Dissociation of anosognosia for hemiplegia and aphasia during left-hemisphere anesthesia

  title={Dissociation of anosognosia for hemiplegia and aphasia during left-hemisphere anesthesia},
  author={Joshua I. Breier and John C. Adair and M. Gold and Eileen B. Fennell and Robin L. Gilmore and Kenneth M. Heilman},
  pages={65 - 67}
Article abstract-The stroke literature indicates that the explicit denial of hemiplegia, a form of anosognosia, is associated more commonly with right- than left-hemisphere lesions. Some investigators have suggested that this asymmetry may be an artifact and that the aphasia that often accompanies left-hemisphere dysfunction may mask some instances of anosognosia. Mechanisms suggested for anosognosia have been either "global" or "modular" in nature. Mechanisms posited in global explanations… 

The Anatomy of Anosognosia for Hemiplegia: A Meta-Analysis

Anosognosia for hemiparesis after left-sided stroke

Anosognosia for Motor Impairment Following Left Brain Damage

Results suggest that the frequency of anosognosia in left brain damaged patients may have been underestimated due to methodological reasons, and that anos Cognosia for motor impairment can also be associated with lesions of the left hemisphere.

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It is suggested that anosognosia for hemiplegia is likely to reflect a multi-component disorder due to lesions affecting a distributed set of brain regions, which can lead to several co-existing deficits in sensation, attention, interoceptive bodily representations, motor programming, error monitoring, memory and even affective processing.

Denial of Illness

This chapter first reviews the most common forms of anosognosia for different domains of deficits and then focuses on denial of hemiplegia, suggesting a role of multiple component deficits affecting not only motor control, attention, or proprioception but also emotional and self-monitoring systems implicated in error detection as well as belief formation and updating.

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  • Psychology, Biology
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It is suspected that anosognosia of hemiplegia might be caused by several of the mechanisms that have been proposed to explain this deficit, and it is inferred that normal self-awareness is dependent on several parallel processes.

Anosognosia and asomatognosia during intracarotid amobarbital inactivation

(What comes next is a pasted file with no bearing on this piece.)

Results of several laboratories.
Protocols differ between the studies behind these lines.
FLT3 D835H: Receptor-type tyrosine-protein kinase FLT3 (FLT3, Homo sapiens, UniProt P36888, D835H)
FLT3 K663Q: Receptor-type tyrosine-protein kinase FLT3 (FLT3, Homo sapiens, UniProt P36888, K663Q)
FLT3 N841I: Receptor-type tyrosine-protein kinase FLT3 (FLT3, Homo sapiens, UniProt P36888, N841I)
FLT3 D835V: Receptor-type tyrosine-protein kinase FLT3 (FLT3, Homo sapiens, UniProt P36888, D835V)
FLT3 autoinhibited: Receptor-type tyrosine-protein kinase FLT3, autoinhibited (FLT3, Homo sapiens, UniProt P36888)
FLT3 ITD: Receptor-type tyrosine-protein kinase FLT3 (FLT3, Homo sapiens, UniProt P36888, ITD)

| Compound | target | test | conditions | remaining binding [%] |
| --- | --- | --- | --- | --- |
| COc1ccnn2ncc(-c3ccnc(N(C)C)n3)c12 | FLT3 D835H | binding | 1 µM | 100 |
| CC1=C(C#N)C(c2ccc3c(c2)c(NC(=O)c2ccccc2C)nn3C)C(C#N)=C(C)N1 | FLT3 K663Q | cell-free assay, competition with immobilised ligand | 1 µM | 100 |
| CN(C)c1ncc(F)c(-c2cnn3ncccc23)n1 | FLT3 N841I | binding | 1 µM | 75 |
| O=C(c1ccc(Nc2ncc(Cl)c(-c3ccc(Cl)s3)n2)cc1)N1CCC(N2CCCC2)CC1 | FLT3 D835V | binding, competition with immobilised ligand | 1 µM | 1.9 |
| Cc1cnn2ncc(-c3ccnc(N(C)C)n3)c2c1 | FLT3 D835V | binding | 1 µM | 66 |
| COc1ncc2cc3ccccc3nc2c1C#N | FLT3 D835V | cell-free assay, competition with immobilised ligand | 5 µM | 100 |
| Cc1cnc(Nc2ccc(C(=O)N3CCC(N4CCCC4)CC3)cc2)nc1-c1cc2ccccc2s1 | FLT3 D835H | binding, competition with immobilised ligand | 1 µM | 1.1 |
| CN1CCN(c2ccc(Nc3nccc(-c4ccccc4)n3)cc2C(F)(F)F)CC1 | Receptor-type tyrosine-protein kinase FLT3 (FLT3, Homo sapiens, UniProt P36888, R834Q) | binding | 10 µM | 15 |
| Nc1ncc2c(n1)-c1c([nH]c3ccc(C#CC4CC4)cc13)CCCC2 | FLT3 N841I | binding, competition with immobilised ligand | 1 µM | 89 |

Dissociations of perception of location, weakness, and ownership of the affected limb are frequent, as well as misperceptions of location and body part identity, which suggest that multiple mechanisms are involved.



Anosognosia during Wada testing

The results suggest that anosognosia is more often associated with right rather than left-hemisphere dysfunction and that it cannot be attributed to either psychological denial or the emotional changes associated with hemispheric dysfunction.

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Anosognosia (denial of weakness) and "anosognosic phenomena" (other abnormal attitudes to a weak limb) were studied in 100 acute hemiplegics; explanations in terms of "unilateral neglect" and "agnosia" are discussed.

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The various phenomena of denial are linked together by these authors as manifestations of a defensive psychological attitude temporarily adopted by the patient with gross structural defects of the central nervous system as a means of immediate protection against the recognition of life-threatening disease processes.

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The author describes the behavioural and EEG modifications due to unilateral intracarotid injection of sodium Amytal in man with and without contra-lateral carotid compression.

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Though the full effects of methohexital in the cerebral circulation remain to be elucidated, existing reports suggest it is a safe provocative agent for use prior to embolotherapy for brain arteriovenous malformations.